Mary Martin

PETER PAN DID GROW UP—IN WEATHERFORD. That’s the hometown of Mary Martin, whose most memorable role in forty years of singing and dancing was that of James M. Barrie’s airborne scamp. “Hollywood studios kept trying to make me into a glamour girl,” she recalled of her lackluster film career. But the petite actress knew her forte was live performance and, after a stint as a cabaret headliner, Broadway became her domain. She starred in the original productions of many musicals that are now chestnuts— South Pacific, I Do! I Do!, The Sound of Music— and, thanks to her talent and her Texas charm, the veteran trouper ultimately acquired three Tony and two New York Drama Critics awards.

She was born Mary Virginia Martin in Weatherford on December 1, 1913. She married at age sixteen and became a mother at seventeen. Her son, Larry Hagman, grew up to star in TV’s I Dream of Jeannie and Dallas.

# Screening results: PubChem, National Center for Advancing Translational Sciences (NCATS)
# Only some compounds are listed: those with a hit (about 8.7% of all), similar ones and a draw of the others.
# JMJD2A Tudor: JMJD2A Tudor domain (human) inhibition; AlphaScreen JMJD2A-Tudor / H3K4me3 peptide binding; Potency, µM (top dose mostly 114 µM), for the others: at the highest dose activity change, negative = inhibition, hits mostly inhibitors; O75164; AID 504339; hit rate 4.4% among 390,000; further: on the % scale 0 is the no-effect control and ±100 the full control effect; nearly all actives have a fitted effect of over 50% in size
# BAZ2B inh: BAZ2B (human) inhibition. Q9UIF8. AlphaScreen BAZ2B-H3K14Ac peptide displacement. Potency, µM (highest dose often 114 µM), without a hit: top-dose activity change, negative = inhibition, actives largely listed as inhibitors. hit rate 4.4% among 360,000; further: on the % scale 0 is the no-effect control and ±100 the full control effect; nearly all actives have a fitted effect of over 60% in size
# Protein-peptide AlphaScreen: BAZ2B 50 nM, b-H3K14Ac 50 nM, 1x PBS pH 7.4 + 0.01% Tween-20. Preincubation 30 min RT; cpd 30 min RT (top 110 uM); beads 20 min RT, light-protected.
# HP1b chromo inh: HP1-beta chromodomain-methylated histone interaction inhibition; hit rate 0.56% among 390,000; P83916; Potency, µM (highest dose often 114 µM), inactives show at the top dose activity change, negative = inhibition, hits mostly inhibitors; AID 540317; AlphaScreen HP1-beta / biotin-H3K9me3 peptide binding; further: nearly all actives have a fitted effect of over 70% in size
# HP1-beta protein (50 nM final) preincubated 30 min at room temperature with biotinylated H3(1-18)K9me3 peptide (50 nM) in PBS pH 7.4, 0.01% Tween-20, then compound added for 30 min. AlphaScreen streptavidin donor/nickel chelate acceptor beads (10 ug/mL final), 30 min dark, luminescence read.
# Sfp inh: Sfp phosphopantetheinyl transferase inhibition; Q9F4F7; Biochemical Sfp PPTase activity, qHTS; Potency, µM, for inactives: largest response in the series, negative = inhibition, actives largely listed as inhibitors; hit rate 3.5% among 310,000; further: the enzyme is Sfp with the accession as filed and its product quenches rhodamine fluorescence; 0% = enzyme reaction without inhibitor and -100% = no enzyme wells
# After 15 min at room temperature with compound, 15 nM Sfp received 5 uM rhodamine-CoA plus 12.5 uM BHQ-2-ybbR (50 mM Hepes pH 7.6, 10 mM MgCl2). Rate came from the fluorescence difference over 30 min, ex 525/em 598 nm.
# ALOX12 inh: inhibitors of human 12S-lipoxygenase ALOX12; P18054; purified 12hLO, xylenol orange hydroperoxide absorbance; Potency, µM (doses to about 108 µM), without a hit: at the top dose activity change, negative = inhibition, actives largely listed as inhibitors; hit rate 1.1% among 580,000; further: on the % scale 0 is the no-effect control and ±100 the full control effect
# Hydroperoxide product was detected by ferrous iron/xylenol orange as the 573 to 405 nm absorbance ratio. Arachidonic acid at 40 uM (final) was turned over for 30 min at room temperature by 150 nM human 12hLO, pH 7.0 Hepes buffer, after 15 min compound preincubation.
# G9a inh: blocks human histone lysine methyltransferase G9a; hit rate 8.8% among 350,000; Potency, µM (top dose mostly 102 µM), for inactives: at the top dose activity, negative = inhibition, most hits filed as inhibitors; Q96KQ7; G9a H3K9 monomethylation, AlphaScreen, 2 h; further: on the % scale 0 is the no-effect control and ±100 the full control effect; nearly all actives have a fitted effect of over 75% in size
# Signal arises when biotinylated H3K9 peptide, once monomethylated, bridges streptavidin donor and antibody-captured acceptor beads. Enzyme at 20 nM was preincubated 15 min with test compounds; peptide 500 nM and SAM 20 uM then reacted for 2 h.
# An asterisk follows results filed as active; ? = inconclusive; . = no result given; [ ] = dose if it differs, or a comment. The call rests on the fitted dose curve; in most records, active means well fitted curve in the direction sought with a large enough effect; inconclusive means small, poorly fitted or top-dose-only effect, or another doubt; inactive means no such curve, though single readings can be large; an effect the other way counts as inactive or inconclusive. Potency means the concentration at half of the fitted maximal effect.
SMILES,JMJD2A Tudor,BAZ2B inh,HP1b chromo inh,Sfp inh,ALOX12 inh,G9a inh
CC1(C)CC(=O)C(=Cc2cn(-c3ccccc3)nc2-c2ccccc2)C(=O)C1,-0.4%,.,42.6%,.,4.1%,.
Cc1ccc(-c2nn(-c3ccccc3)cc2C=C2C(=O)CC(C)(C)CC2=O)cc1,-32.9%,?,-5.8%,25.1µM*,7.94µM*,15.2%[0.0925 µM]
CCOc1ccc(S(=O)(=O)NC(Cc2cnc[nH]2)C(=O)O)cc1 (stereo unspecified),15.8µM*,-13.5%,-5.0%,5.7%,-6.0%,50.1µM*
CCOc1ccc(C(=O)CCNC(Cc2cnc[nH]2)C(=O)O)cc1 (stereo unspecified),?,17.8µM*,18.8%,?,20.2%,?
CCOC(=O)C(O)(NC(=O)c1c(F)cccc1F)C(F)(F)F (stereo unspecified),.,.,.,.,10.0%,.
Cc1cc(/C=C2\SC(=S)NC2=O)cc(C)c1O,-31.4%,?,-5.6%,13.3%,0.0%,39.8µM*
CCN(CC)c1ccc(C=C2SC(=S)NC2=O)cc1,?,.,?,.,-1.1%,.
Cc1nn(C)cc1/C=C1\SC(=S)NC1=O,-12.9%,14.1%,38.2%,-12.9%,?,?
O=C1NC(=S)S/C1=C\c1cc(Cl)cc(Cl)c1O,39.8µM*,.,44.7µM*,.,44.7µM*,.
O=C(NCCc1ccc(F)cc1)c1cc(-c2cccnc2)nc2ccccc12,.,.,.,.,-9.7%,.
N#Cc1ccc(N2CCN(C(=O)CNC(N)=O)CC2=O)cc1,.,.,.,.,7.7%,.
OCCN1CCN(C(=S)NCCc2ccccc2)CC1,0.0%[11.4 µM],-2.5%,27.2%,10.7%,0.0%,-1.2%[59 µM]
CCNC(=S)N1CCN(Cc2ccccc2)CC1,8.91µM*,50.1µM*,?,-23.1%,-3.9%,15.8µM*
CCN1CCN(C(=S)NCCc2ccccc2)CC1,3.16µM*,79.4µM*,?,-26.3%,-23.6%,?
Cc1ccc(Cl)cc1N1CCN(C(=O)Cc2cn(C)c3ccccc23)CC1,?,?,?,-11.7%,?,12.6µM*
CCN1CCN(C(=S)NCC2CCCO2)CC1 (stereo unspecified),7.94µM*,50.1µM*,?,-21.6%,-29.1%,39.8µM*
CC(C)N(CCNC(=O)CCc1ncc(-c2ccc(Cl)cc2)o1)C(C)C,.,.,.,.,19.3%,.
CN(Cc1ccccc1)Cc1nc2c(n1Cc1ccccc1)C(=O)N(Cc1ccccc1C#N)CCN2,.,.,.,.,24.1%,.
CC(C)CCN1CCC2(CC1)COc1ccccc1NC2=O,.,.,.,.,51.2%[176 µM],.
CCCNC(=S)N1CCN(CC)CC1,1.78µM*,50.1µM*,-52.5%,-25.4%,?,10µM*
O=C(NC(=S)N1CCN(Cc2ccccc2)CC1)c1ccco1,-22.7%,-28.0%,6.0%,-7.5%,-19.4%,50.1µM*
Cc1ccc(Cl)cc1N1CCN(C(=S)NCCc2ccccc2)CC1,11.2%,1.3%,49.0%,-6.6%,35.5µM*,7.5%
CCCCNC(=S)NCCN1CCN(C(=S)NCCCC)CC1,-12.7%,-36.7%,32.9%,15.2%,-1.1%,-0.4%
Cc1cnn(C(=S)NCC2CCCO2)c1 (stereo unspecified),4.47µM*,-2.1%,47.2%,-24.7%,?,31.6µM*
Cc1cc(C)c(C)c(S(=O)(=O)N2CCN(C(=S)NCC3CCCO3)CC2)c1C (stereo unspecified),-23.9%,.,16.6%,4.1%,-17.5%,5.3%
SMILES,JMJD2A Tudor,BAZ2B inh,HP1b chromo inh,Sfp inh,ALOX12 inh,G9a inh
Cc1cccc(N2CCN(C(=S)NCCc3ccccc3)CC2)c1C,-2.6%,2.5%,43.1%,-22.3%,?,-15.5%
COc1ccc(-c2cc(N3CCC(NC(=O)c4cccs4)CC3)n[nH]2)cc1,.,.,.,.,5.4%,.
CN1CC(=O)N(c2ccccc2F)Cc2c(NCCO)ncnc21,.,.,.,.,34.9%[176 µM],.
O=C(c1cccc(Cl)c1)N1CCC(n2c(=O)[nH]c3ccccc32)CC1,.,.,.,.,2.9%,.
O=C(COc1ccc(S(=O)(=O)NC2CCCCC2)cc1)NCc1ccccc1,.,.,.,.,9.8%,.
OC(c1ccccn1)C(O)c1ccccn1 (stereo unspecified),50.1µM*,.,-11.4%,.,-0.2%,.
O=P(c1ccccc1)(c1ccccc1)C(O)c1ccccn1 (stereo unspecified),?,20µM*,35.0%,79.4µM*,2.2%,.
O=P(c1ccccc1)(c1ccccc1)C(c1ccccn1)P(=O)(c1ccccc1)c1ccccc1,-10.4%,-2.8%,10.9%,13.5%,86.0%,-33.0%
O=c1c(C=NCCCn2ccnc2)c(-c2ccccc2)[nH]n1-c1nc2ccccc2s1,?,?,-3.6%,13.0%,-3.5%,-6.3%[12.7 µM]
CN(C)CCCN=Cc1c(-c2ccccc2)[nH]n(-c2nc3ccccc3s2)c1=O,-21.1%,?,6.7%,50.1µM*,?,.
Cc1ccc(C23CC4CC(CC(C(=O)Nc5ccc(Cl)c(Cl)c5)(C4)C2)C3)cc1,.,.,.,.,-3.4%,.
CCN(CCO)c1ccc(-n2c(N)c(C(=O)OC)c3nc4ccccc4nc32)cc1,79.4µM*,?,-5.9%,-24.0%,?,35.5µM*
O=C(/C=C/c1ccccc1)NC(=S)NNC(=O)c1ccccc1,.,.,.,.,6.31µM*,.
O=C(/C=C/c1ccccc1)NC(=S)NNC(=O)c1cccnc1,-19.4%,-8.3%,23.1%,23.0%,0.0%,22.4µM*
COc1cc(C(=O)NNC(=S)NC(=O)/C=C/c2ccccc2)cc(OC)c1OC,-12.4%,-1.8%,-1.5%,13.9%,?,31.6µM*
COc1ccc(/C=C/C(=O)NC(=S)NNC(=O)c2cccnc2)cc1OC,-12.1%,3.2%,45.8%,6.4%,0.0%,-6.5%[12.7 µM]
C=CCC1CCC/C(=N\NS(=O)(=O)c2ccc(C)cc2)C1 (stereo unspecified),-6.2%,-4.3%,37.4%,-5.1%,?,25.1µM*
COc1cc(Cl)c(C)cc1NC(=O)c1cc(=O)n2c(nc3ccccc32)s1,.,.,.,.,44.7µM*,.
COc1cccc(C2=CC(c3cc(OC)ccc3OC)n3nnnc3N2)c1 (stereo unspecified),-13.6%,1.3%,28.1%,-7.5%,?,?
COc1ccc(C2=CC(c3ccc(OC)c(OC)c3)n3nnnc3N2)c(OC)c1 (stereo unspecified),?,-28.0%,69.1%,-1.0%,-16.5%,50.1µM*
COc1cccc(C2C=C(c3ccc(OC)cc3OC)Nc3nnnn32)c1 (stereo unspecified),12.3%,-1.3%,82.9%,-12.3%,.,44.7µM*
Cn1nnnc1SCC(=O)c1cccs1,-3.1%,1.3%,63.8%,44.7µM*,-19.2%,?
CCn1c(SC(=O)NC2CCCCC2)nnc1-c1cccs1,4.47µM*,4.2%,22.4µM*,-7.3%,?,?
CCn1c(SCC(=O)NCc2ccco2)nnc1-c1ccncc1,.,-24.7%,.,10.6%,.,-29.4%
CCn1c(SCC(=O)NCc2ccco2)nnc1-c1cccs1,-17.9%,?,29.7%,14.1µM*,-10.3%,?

At eighteen she opened her own dance school; branches in Mineral Wells and Cisco followed. Her first professional gig was singing at Mineral Wells’ Crazy Water Hotel. She was billed as “the Crazy girl.”

In 1935, having decided to divorce, she moved to Hollywood. After moving again, this time to New York, she won a part in the 1938 Cole Porter musical Leave It to Me; a suggestive rendition of “My Heart Belongs to Daddy” proved to be her big break.

Her second husband was theatrical producer Richard Halliday. They named their daughter Heller, Texas slang for “troublemaker.”

Her touring production of Annie Get Your Gun premiered in Dallas in 1947. Stanley Marcus of Neiman Marcus ordered hand-painted Annie handkerchief dolls as mementos for the cast and crew.

She created the role of Nellie Forbush in Rodgers and Hammerstein’s South Pacific in 1949. During its two-year run, she sang “I’m Gonna Wash That Man Right Out-a My Hair” while shampooing onstage more than one thousand times. She also was the first Maria von Trapp in The Sound of Music (1959).

In 1954 she opened in Peter Pan. Then forty years old, she wore a girdle on her chest to flatten her breasts. Once, an enthralled stagehand who was supposed to manipulate her “flying” harness forgot his cue, believing Peter was truly aloft. Martin crashed into a wall and broke her arm.

When not performing, Martin vacationed at her Brazilian jungle estate. She died in Rancho Mirage, California, on November 3, 1990.

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